Alfie Boe has been described as “one of the U.K.'s most technically gifted talents” by All-Music and as “absolutely extraordinary” by award-winning director Baz Luhrmann, who cast Boe in his acclaimed 2002 Broadway production of Puccini’s La Boheme in 2002. He has also been dubbed “opera’s working-class hero” by Britain’s Sunday Express — a declaration that sums up Boe’s unique appeal. It’s not just his thrilling voice that has captivated audiences, it’s also his dramatic personal story: working-class singer goes from laboring in a factory as a car mechanic to becoming a platinum-selling artist sharing stages with such artists as Queen, Alice Cooper, and Renee Fleming, as well performing at the Diamond Jubilee Concert for Queen Elizabeth II and the Royal Family on the balcony at Buckingham Palace.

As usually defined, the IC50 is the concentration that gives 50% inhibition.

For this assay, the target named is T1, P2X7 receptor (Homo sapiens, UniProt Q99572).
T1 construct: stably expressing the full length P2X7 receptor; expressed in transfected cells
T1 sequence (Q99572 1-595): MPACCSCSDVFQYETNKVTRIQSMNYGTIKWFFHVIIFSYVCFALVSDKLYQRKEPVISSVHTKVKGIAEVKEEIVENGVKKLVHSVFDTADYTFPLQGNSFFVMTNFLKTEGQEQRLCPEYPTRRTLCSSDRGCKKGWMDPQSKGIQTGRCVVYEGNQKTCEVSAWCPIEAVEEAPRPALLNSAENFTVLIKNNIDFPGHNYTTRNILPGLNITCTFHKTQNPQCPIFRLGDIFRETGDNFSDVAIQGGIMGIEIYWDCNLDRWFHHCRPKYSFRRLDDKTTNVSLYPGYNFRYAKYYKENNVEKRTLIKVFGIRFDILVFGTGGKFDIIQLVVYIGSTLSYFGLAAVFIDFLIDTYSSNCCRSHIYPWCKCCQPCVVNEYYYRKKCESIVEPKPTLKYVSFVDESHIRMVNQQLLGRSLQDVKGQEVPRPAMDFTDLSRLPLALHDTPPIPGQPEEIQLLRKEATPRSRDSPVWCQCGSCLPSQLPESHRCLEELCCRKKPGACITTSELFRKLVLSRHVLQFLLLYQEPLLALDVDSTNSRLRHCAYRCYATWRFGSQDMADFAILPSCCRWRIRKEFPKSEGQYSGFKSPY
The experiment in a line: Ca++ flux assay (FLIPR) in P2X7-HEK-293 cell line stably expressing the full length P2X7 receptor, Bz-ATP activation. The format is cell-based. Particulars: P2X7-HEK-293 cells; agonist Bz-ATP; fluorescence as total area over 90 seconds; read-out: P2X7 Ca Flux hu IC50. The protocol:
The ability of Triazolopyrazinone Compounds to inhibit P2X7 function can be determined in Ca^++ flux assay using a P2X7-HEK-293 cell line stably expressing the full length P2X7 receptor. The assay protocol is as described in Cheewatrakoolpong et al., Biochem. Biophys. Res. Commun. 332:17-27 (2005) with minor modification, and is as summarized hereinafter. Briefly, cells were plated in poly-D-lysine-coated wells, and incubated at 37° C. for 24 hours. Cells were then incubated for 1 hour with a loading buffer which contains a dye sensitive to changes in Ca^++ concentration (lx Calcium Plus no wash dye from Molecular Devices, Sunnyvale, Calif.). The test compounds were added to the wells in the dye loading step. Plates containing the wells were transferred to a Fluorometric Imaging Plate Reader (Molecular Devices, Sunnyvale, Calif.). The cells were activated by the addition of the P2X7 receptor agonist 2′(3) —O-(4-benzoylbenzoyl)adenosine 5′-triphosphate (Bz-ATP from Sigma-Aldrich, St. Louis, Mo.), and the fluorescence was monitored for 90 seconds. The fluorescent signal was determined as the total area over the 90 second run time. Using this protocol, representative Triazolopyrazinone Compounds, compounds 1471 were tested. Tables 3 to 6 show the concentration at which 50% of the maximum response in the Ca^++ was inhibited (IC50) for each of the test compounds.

Boe is excited to return to the U.S. early next year to tour in support of Storyteller. “I just love the enthusiasm that American audiences have,” he says. “They seriously go to a concert to have a damn good time. I feel so connected with America. I love the people." And they will, no doubt, love the singer.